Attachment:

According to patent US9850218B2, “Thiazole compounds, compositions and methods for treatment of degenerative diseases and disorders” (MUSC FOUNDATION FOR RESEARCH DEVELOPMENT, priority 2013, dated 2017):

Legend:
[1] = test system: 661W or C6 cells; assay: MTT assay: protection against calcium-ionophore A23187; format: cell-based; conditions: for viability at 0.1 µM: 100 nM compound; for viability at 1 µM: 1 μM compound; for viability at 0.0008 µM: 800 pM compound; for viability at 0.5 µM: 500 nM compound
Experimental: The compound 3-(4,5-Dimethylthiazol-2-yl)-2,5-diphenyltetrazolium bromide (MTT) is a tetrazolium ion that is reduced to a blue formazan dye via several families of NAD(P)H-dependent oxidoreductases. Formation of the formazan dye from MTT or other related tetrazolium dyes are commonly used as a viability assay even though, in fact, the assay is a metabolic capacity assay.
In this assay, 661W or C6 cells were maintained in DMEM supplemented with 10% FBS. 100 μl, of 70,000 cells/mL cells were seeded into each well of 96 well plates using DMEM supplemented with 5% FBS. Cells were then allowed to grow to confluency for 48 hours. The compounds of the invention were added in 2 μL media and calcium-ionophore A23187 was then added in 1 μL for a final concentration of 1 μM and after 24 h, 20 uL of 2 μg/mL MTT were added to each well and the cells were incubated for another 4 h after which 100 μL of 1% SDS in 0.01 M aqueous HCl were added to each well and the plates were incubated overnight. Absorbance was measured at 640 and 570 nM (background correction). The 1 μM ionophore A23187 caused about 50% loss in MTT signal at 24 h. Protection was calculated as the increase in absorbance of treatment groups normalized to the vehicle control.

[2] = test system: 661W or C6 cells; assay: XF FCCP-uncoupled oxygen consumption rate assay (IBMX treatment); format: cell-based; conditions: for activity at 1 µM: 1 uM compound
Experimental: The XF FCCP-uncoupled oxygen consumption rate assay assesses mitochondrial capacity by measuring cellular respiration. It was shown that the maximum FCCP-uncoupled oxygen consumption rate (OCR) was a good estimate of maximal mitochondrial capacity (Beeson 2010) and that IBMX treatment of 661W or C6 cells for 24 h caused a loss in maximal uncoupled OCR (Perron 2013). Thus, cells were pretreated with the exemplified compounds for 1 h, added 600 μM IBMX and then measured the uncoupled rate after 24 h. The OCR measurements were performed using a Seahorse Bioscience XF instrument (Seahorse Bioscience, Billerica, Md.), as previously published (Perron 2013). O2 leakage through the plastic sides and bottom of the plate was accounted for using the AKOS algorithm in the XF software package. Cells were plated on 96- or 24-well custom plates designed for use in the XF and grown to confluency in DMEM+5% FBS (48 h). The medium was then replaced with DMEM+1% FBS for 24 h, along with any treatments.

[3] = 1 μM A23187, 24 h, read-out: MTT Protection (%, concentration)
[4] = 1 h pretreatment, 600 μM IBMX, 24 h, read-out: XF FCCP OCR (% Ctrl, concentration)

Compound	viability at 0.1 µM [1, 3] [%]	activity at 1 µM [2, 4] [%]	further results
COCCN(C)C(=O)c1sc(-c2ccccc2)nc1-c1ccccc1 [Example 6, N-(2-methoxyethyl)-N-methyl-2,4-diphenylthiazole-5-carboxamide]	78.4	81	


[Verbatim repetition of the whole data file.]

According to patent US9850218B2, “Thiazole compounds, compositions and methods for treatment of degenerative diseases and disorders” (MUSC FOUNDATION FOR RESEARCH DEVELOPMENT, priority 2013, dated 2017):

Legend:
[1] = test system: 661W or C6 cells; assay: MTT assay: protection against calcium-ionophore A23187; format: cell-based; conditions: for viability at 0.1 µM: 100 nM compound; for viability at 1 µM: 1 μM compound; for viability at 0.0008 µM: 800 pM compound; for viability at 0.5 µM: 500 nM compound
Experimental: The compound 3-(4,5-Dimethylthiazol-2-yl)-2,5-diphenyltetrazolium bromide (MTT) is a tetrazolium ion that is reduced to a blue formazan dye via several families of NAD(P)H-dependent oxidoreductases. Formation of the formazan dye from MTT or other related tetrazolium dyes are commonly used as a viability assay even though, in fact, the assay is a metabolic capacity assay.
In this assay, 661W or C6 cells were maintained in DMEM supplemented with 10% FBS. 100 μl, of 70,000 cells/mL cells were seeded into each well of 96 well plates using DMEM supplemented with 5% FBS. Cells were then allowed to grow to confluency for 48 hours. The compounds of the invention were added in 2 μL media and calcium-ionophore A23187 was then added in 1 μL for a final concentration of 1 μM and after 24 h, 20 uL of 2 μg/mL MTT were added to each well and the cells were incubated for another 4 h after which 100 μL of 1% SDS in 0.01 M aqueous HCl were added to each well and the plates were incubated overnight. Absorbance was measured at 640 and 570 nM (background correction). The 1 μM ionophore A23187 caused about 50% loss in MTT signal at 24 h. Protection was calculated as the increase in absorbance of treatment groups normalized to the vehicle control.

[2] = test system: 661W or C6 cells; assay: XF FCCP-uncoupled oxygen consumption rate assay (IBMX treatment); format: cell-based; conditions: for activity at 1 µM: 1 uM compound
Experimental: The XF FCCP-uncoupled oxygen consumption rate assay assesses mitochondrial capacity by measuring cellular respiration. It was shown that the maximum FCCP-uncoupled oxygen consumption rate (OCR) was a good estimate of maximal mitochondrial capacity (Beeson 2010) and that IBMX treatment of 661W or C6 cells for 24 h caused a loss in maximal uncoupled OCR (Perron 2013). Thus, cells were pretreated with the exemplified compounds for 1 h, added 600 μM IBMX and then measured the uncoupled rate after 24 h. The OCR measurements were performed using a Seahorse Bioscience XF instrument (Seahorse Bioscience, Billerica, Md.), as previously published (Perron 2013). O2 leakage through the plastic sides and bottom of the plate was accounted for using the AKOS algorithm in the XF software package. Cells were plated on 96- or 24-well custom plates designed for use in the XF and grown to confluency in DMEM+5% FBS (48 h). The medium was then replaced with DMEM+1% FBS for 24 h, along with any treatments.

[3] = 1 μM A23187, 24 h, read-out: MTT Protection (%, concentration)
[4] = 1 h pretreatment, 600 μM IBMX, 24 h, read-out: XF FCCP OCR (% Ctrl, concentration)

Compound	viability at 0.1 µM [1, 3] [%]	activity at 1 µM [2, 4] [%]	further results
COCCN(C)C(=O)c1sc(-c2ccccc2)nc1-c1ccccc1 [Example 6, N-(2-methoxyethyl)-N-methyl-2,4-diphenylthiazole-5-carboxamide]	78.4	81	